Thursday, December 14, 2017

My Super Power

After 30+ days of writing at least 2,000 words a day, I now have a real-life first draft that I can rip apart and completely change. 

It seems a little unreasonable that I'm so happy about that, but that's the writing life. 

I had a lot of wonderful people help watch my kids so I could have writing time, but a big chunk of my writing was done late at night, after the kids were in bed, fueled by caffeine and the natural high that writing gives me. 

I thought that, after a month, I would be exhausted, ready to throw my computer into a wall and never look at my draft again. But, you know, the first night after I finished, as I got the kids to bed, I found myself looking forward to those quiet, thrilling hours of writing. And then I remembered, with disappointment, "Oh, I'm done."

Writing every day has become a habit, and when I told Mr. Brown Eyes that I wanted to keep up with it, he said, "I think you should. I've noticed you've been happier since you started."

It reminded me of the Grisha from Leigh Bardugo's amazing Shadow and Bone trilogy (if you haven't read it, I seriously recommend it. So good). They're born with these unnatural abilities--super powers, if you will--but if they don't use them, they become sickly and weak, a shell of their true selves. 

I've discovered that writing is my super power. When I'm not writing on a regular basis, I don't feel completely me. And when I write, I feel strong. Maybe not lift-a-train-over-my-head strong, but capable, happy, and overjoyed with the chance I have to make writing my life. 

What's your super power?

The Brown-Eyed Girl

Wednesday, November 1, 2017

National Novel Writing Month and a Giveaway!

So against my better judgment I decided to join the ranks of NaNoWriMo (National Novel Writing Month) and hopefully get a kick-start on Book Two of my Unicorn Hunter series.

The funny thing is, six months ago Book Two was done. Complete. Just waiting to be published. (Ha ha).

Three months ago, Book Two was halfway done and just needed a new beginning.

Now Book Two is trash and I need to completely rewrite it.

My computer and I are going to be getting very cozy during November.

To celebrate the beauty of writing a novel in a month (and the insane amount of Netflix my kids will be watching to keep them out of my hair), I'm giving away a copy of The Unicorn Hunter! It's part of an awesome giveaway on one of my favorite book sites, New LDS Fiction. Go here for all the details and to enter!

I will see you in a month!

Kissy kissy,
The Brown-Eyed Girl

Wednesday, September 13, 2017


While ransacking my closet looking for I-don't-remember-what, I unearthed stacks of folders stuffed to their capacity with printed pages, and notebooks filled from beginning to end with my scurried handwriting.

Yes, this is my collection of writing from over the years. Or part of it, at least.

Who knew I was so prolific?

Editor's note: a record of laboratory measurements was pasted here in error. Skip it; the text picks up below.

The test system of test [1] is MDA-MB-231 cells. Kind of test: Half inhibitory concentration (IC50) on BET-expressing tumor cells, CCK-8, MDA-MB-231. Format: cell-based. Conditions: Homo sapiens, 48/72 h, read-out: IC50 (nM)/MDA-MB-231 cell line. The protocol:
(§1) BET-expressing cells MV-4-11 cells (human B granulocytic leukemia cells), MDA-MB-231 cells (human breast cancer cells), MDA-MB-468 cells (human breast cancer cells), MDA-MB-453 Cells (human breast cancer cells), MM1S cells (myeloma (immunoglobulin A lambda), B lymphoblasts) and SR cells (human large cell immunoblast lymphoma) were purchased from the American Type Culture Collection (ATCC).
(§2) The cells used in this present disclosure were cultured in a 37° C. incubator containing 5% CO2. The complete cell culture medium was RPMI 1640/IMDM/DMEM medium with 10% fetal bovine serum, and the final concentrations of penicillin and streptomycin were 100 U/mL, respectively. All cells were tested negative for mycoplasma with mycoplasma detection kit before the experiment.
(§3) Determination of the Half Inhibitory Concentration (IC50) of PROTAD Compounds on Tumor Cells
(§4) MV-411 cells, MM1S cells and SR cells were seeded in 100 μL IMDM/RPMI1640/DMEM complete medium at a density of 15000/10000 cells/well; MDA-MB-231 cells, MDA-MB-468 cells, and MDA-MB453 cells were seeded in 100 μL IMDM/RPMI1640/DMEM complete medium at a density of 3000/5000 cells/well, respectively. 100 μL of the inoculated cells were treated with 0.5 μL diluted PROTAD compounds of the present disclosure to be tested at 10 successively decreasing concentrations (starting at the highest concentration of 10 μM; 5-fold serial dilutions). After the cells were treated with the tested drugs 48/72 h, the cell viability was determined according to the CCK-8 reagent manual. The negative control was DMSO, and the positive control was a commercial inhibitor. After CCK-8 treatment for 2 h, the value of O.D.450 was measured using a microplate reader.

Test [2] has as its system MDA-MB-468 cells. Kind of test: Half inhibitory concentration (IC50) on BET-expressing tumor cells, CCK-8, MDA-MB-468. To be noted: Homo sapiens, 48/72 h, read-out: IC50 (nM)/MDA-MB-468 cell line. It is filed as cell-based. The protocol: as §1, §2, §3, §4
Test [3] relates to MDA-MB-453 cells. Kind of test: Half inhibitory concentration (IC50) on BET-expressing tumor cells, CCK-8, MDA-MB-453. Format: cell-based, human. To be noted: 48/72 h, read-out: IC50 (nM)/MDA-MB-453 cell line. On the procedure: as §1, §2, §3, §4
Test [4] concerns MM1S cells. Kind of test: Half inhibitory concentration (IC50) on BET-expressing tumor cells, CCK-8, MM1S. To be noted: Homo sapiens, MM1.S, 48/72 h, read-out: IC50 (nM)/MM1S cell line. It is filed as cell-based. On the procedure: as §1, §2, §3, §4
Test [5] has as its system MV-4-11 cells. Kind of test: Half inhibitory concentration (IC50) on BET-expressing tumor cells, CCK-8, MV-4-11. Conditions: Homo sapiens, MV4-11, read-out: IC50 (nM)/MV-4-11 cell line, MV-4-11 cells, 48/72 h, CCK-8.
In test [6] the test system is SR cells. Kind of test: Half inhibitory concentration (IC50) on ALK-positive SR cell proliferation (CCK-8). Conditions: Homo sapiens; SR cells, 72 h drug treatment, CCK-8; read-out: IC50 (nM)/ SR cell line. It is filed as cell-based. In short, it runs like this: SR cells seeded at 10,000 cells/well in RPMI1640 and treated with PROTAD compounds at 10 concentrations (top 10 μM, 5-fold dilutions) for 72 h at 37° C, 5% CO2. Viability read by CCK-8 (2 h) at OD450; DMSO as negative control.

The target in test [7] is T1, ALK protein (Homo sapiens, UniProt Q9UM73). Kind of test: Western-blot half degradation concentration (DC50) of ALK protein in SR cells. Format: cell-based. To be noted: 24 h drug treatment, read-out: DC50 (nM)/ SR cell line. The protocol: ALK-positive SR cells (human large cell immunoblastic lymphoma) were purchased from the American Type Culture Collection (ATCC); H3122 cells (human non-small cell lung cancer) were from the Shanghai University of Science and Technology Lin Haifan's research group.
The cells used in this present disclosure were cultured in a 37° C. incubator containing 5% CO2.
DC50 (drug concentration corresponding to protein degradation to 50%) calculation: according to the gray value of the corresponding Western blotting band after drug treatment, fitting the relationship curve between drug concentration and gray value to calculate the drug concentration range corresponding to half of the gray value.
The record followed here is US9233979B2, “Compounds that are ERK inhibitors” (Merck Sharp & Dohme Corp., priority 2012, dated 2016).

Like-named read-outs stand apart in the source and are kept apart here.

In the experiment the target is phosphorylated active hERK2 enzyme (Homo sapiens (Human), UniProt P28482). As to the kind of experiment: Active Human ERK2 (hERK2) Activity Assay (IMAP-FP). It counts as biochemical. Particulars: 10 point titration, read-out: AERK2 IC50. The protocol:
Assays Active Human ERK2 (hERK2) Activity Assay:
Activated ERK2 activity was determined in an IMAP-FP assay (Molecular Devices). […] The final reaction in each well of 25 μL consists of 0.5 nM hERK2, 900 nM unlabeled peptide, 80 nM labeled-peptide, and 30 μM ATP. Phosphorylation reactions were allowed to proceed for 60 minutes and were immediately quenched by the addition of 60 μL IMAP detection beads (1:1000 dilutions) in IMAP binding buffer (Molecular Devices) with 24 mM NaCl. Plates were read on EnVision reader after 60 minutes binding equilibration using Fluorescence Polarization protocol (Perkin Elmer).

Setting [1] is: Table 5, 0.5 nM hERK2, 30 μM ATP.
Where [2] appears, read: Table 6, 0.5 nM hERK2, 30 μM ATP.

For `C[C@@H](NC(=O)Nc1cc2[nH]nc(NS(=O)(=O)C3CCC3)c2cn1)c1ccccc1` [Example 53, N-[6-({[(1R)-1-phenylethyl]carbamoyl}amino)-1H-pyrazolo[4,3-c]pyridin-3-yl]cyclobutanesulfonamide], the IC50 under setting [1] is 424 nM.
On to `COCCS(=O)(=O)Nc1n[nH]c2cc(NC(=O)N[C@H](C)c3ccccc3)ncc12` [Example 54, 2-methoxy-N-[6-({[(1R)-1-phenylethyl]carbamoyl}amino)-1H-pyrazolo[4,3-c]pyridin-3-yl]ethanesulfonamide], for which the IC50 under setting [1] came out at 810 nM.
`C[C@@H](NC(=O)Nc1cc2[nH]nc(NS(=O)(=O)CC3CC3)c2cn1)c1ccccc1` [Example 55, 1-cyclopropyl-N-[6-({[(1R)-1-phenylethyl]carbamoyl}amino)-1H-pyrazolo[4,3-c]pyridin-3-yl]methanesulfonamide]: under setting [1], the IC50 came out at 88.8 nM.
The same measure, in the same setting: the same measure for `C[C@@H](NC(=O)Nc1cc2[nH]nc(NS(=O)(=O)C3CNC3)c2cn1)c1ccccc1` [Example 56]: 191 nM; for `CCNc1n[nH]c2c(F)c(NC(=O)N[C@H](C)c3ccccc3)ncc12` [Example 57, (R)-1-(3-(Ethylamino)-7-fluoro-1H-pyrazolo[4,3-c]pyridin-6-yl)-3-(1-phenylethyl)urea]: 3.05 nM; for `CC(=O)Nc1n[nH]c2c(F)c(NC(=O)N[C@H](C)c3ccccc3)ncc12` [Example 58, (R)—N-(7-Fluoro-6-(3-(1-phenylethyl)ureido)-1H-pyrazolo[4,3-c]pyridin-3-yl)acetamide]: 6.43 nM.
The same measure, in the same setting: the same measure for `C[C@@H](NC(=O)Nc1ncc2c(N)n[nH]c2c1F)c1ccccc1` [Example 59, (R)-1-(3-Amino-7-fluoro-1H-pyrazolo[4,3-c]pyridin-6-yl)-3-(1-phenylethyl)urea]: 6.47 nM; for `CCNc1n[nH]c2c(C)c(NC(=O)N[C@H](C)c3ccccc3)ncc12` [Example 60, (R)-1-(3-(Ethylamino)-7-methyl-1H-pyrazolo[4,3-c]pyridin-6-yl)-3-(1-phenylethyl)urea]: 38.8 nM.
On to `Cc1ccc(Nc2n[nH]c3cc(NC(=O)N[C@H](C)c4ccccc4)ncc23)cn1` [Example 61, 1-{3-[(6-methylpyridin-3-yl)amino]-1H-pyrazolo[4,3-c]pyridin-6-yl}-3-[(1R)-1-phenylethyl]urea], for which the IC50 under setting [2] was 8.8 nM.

My husband laughed when I showed him and asked what they were all about. I'd definitely say the bulk of them are about horses or unicorns in some form. But there are also a couple Titanic retellings (with happy twists so Leonardo Dicaprio doesn't die at the end), some attempts at historical fiction, and many stories paying homage to my youthful obsession with Greek mythology.

I suppose, judging from this stack, I've never really struggled with having something to write about.

But for any writer who does, take heart. There are stories inside of you, just waiting to be discovered.

One awesome way I've gotten my creative juices flowing is using writing prompts. There are some great ones online, some even offering a prompt a day to get you inspired. I have seriously filled notebooks with writing prompts, and it's amazing how just a sentence or two can be the start of something awesome.

If you don't like prompts, try free-writing. Time yourself and put your pen to paper (or your fingers to the keyboard). Write for the full time, no stopping allowed. You'll be amazed at what comes out of your mind. And well, maybe a little concerned, too, but that's a topic for another day.

I will be posting more writing prompts here in the future, so stay tuned! I've got some fun ones.

And next week I'll give you some suggestions on finishing what you start. For some of us, that's the real hard part.

Happy Writing!
The Brown-Eyed Girl

Monday, August 21, 2017

Excerpt from Book Two

I am pushing my way through the first draft of Book Two of The Unicorn Hunter. Somedays it's like gliding on a canoe through a mirrored lake, other days it's like scrambling up a steep mountain trail full of loose gravel.

Today feels like more of the latter.

But I wanted to share with you an excerpt from Book Two, (1) because I love you and (2) just to prove that it exists. There will be more to come! Thanks for reading!

When the king finished his speech and everyone toasted Jessalyn’s safe return, the feast began. While her goblet was being filled Jessalyn turned to her father. “You didn’t mention Erik.”
“Erik. The fortune-seeker you had accompany Sir Connor to find me.”
The queen, listening quietly across the table, added, “The one who was stabbed by a unicorn and lived to tell about it.”
Of course her mother would bring up unicorns. “Yes, him. You didn’t mention him in your speech.”
King Gillam shook his head. “I didn’t think it was necessary, seeing as he’s received his pardon and moved on. Sir Connor deserves the accolades. There’s no reason why he needs to share his glory with a thief. No one knows Erik was involved. It’s better we keep it that way.”